When the Heart Waits


Midway this way of life we’re bound upon,
I woke to find myself in a dark wood,
Where the right road was wholly lost and gone… .
It is so bitter it goes nigh to death.
— Dante

I have felt stalled out on writing. If I believed in writer’s block, I would call it that. But doing so feels to me like an avoidance of something deeper that wants to be recognized and embraced.

Deep breath.

Writer’s Block

What is happening here? I am no longer teaching and after carefully organizing all the material I have for my novel, am not writing it. In fact, I have been procrastinating writing this piece for the newsletter and also keep pushing writing the blog to one side. I write weekly with 3 friends and that’s about it.

I keep saying I’m waiting to discover what I want to be when I grow up. I laugh when I say it but I know it’s no laughing matter.  I don’t know what is next. I only know I can’t continue teaching on the schedule I had developed. I love teaching, love the presence of all you lovely, lively, intelligent women in my life, and look forward to the two retreats scheduled later in the year. Yet I can’t go back. I must go forward–but to what?  Retirement is not an option; I need purpose in my life and I find it through work.

“Wait.” That’s my body’s message, and my soul’s. I recall that I spent much of 2013 until very recently dealing with medical crises–my own and my family’s–and that I do not have total control over the nature of “recovery” or its duration. Still I feel I “should” be able to manage it.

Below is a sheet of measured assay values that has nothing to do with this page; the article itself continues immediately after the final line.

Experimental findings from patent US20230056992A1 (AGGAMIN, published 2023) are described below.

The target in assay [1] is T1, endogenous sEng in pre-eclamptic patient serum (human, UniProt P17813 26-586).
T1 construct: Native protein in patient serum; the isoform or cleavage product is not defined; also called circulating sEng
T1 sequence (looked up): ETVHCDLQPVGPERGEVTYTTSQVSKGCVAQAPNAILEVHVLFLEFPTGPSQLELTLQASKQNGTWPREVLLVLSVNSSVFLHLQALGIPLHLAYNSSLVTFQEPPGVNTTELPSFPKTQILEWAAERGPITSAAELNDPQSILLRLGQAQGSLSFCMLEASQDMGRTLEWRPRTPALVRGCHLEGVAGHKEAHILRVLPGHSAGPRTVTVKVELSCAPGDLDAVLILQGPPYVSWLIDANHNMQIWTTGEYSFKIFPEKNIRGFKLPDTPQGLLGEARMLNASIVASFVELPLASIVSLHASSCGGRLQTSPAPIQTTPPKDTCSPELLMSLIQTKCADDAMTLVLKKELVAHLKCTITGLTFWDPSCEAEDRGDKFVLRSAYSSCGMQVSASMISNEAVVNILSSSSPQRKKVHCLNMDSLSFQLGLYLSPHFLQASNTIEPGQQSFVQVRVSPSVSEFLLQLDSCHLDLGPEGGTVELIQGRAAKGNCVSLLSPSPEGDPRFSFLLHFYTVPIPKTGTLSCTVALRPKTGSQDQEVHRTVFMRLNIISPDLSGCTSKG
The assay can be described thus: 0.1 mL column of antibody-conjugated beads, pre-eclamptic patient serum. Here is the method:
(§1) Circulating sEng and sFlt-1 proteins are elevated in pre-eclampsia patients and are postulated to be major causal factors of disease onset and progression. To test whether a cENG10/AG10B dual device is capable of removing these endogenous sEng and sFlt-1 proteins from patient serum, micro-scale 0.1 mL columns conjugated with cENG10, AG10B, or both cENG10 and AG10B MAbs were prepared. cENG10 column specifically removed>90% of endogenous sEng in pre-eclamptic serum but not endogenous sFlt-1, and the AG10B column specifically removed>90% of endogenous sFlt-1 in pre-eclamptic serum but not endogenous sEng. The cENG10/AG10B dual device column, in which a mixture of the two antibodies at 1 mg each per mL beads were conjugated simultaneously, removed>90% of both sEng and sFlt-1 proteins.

How do we wait when everything in our culture tells us to press on, grab the bull by the horns, and make a splash.

Wait and Observe

Maybe it helps to think of “waiting until the time is right.” If I treat each moment as the right time for whatever is appearing, then the right action must become evident.

From the book shelf, I retrieved When the Heart Waits by Sue Monk Kidd (Secret Life of Bees) and have begun opening my heart to the message. At the same time, my husband and I are re-reading Women, Writing, and Soul-Making together, (sometimes it is necessary to retrieve one’s own wisdom!) reading again what I wrote about letting our writing rest, trusting the process, and leaning on our intuition. I have, it seems lost myself in my own life to discover, as Dante says, that I have stepped off my right road and blundered into the dark woods with the right road lost from sight.

What is the underlying fear? I open Women, Writing, and Soul-Making to Audre Lorde’s words: Maybe this is the chance to live and speak the things I really do believe, that power comes from moving into whatever I fear most that cannot be avoided.

So what is the fear? Perhaps that I won’t find the road again.

I now recognize this place. I have lived long enough to celebrate this as a “late-life crisis,” a time of facing anew the transitory nature of life and its preciousness. An opportunity to spin a chrysalis and embrace the process of metamorphosis. Who knows the nature of the butterfly that will emerge?

Ranier Maria Rilke wrote, “Patience is everything.” I believe him. I will wait with an open heart. I will listen to the water in the fountain and for the song of my soul. Already the writing of this is opening me up to possibility.